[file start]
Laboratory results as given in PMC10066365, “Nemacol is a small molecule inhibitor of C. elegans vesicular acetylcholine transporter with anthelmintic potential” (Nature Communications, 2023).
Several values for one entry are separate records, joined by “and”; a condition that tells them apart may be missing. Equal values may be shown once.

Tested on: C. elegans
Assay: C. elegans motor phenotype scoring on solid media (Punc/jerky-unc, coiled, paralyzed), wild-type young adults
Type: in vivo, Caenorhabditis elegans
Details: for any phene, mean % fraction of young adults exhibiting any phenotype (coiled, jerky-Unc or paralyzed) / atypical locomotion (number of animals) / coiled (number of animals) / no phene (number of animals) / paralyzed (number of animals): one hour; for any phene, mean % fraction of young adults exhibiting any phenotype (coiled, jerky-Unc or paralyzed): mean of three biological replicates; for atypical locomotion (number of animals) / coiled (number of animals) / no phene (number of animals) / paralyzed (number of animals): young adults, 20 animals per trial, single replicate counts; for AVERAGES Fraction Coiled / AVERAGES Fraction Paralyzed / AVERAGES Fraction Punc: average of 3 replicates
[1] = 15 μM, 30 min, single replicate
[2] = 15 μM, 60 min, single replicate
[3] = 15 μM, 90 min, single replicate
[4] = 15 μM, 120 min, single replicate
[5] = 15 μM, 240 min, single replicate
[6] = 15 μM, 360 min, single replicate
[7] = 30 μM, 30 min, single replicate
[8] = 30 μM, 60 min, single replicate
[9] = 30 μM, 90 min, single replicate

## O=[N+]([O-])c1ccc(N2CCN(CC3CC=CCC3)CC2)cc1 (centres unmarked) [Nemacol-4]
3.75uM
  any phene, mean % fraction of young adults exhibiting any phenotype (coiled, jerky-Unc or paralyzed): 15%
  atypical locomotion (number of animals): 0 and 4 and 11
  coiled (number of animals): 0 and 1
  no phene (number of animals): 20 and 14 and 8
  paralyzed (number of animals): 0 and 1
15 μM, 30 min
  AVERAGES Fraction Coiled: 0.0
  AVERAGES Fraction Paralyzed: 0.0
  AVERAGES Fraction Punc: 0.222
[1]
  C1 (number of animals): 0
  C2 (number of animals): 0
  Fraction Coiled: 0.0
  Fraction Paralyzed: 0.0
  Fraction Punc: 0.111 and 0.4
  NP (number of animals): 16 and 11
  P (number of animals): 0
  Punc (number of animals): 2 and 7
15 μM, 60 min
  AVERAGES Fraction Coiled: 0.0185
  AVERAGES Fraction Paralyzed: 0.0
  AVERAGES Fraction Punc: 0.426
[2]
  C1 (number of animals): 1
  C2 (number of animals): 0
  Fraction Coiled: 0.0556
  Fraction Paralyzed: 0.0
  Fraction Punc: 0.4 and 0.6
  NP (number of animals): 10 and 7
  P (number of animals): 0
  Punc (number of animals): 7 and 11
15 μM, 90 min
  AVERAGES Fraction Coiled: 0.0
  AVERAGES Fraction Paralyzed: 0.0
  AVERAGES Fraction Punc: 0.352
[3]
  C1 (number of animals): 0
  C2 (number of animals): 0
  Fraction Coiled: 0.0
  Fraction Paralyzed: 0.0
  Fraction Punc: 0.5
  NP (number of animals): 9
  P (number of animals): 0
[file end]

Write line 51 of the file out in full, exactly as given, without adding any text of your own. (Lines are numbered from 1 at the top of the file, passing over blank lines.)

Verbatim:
  AVERAGES Fraction Paralyzed: 0.0